19. July 2019, 11:03 Uhr
It has been being a veritable rollercoaster ride so far: the state and prospects of the US-China trade talks. Frosty periods and even break-downs were followed by mutually ostentatious good-will, only to collapse again. These days are no different: After a restart of the talks at the G20 summit in Japan in June, Donald Trump has unnerved markets and businesses again by stating that he was in no hurry to cut a deal. So how likely is an agreement between the two economic superpowers, and when, if at all, might it happen?
According to our game-theoretical analysis, alas, the likelihood is rather slim, and the date of a possible agreement in the distant future anyway, for three reasons:
1) Trump’s incentives
Yes, Donald Trump would like to cut a deal presenting him with further proof of his superior business acumen. But there’s a snag, and that is timing. In order to work in favour of re-election prospects, that deal would have to come no later than this autumn so as to generate an economic boost in time for the November elections in 2020. By contrast, a deal early next year, say, would fail to yield visible macroeconomic effects while undermining the President’s credibility with the most visceral of his “America First” followers. In other words, if there’s no deal later this year, there won’t be one until late 2020 or even early 2021.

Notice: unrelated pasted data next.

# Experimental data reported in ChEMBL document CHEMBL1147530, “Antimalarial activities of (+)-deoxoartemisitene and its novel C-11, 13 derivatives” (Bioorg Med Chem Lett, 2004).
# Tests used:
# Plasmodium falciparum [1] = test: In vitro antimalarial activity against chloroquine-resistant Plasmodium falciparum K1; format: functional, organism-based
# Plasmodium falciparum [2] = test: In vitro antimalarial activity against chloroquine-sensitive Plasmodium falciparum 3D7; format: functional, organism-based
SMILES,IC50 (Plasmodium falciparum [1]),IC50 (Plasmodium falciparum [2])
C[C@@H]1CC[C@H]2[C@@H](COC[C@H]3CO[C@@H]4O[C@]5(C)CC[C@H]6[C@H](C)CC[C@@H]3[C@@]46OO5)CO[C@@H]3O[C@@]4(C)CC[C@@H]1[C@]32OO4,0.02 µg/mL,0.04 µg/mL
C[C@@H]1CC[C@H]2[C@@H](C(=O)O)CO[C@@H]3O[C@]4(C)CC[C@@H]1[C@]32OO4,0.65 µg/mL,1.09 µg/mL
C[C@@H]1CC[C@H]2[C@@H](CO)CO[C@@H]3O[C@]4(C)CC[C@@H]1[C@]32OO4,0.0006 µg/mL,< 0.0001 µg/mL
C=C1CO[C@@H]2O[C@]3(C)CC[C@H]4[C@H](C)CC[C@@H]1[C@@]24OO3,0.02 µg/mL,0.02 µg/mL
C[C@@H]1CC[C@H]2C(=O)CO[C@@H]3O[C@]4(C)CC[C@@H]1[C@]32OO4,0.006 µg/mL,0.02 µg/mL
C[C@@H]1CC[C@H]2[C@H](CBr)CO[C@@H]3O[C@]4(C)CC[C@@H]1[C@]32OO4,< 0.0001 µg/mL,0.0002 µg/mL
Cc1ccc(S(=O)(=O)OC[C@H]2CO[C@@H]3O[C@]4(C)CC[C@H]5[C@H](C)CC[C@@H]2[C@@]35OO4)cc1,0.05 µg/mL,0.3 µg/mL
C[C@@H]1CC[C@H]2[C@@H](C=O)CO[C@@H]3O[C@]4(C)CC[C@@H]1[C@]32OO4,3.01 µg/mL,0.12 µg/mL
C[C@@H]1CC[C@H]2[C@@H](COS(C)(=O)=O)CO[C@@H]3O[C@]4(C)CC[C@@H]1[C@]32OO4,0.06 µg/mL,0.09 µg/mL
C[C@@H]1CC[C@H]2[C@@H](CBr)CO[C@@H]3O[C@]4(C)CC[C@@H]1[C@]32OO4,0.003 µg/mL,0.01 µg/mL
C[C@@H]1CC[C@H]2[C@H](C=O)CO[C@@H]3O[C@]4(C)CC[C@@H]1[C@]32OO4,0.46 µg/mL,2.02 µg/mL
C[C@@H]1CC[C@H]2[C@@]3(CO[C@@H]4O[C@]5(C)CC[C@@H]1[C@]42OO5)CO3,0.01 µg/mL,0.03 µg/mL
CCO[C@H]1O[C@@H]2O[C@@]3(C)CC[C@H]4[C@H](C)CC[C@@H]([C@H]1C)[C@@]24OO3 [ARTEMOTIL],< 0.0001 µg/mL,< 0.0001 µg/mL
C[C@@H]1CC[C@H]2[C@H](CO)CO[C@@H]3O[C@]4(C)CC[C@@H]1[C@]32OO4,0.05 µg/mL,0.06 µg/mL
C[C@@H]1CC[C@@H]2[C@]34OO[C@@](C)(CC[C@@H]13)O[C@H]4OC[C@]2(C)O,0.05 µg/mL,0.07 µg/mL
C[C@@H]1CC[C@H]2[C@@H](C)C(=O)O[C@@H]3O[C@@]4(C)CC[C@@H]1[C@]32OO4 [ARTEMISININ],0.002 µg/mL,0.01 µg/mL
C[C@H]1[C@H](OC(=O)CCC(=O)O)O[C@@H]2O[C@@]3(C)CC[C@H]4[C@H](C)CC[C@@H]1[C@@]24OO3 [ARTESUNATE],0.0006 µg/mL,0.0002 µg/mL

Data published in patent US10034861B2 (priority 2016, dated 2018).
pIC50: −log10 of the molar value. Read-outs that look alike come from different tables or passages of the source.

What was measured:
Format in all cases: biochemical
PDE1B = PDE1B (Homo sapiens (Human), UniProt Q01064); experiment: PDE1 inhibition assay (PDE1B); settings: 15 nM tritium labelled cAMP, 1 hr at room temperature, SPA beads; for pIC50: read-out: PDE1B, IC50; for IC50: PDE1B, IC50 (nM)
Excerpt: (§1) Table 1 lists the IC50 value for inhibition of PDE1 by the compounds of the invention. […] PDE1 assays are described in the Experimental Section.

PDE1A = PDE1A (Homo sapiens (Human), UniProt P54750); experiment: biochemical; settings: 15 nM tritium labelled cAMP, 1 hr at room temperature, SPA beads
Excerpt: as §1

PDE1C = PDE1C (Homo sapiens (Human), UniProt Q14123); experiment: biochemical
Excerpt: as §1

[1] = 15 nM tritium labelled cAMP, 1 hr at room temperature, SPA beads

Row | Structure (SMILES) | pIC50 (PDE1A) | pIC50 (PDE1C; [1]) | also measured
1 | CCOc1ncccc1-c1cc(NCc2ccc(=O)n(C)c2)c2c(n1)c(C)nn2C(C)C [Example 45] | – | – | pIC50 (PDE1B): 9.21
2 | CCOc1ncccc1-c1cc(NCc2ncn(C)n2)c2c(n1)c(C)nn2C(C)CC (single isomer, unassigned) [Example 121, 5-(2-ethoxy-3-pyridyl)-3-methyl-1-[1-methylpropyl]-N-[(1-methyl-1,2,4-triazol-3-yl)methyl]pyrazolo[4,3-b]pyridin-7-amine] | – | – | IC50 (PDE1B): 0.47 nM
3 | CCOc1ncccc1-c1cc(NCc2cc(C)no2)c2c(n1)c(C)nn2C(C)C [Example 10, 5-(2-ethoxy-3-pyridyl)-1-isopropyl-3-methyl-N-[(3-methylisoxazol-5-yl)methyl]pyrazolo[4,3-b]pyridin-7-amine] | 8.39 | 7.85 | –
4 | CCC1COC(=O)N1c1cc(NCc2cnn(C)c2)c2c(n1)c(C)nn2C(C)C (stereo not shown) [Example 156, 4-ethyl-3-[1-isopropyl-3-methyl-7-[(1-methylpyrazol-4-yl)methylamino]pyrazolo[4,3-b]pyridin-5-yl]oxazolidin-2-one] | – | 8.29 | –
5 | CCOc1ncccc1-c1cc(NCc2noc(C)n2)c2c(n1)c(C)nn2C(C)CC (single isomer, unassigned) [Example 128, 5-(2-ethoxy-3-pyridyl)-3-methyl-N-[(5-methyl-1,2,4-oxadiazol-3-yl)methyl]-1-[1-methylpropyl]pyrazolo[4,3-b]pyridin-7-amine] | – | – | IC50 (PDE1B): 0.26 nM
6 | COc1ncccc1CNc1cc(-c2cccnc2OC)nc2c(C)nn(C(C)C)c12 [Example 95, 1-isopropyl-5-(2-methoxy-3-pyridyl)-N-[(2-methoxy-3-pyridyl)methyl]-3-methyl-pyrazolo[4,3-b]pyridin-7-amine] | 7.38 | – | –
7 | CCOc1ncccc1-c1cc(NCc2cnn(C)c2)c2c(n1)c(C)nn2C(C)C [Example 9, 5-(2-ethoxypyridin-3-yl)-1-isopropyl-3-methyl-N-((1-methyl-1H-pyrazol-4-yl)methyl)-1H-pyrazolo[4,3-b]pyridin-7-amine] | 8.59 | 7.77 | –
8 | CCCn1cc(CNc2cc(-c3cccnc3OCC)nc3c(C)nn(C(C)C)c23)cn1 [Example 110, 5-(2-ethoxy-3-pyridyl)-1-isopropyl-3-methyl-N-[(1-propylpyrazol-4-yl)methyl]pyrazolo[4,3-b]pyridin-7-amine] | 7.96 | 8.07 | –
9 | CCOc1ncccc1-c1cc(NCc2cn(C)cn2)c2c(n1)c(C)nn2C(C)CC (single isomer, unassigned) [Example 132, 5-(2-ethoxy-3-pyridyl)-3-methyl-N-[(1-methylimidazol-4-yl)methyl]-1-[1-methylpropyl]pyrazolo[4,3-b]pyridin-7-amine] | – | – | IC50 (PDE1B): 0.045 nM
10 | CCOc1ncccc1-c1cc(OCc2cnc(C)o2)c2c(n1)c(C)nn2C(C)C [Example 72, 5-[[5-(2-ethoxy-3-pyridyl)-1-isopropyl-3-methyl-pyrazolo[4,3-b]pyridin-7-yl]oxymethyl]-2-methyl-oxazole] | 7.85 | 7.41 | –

2) Beijing’s incentives
China is so obviously bent on cutting a deal that is has become a weakness. Whenever there was a restart of the talks, it was mainly down to Beijing rejigging its negotiation position (even if, provided Donald Trump’s accusation is accurate, the Chinese side was responsible for the talks’ breaking down in the first place). The problem is: The American President has realised that weakness and been capitalising on it to the extent that China now finds itself boxed in: Either it yields on the critical point of wholesale reform of its economic policy framework, or there will be no deal.
That bodes ill for the prospects of a deal in general and an early one in particular: Xi Jinping cannot give in to such a profound demand of systemic change without undermining his own, carefully nurtured power. Simultaneously, he has allowed state-led media to stir up a nationalistic tide in the population, crying to stand firm now in the face of American aggression. Particularly in terms of the Eastern cultural trait of “keeping face” as well as in terms of naked power politics, Xi has maximised his incentives never to yield to this specific demand by the US.
3) Structural impediments
The international political system is characterised by anarchy. In this system, mutually beneficial outcomes such as a Sino-American trade deal quickly becomes infeasible when both sides have created dominant incentives of facing the other down in a game of chicken. Donald Trump not only relishes this modus operandi: He seems quite simply unable to elude its gambling attraction. Without a neutral mediator, the risk that one or even both of the players miscalculate is extremely high – and, by the same token, the chances of a deal pretty low. The new age of protectionism is not going to fade soon.
[Photo by: The White House, Public Domain]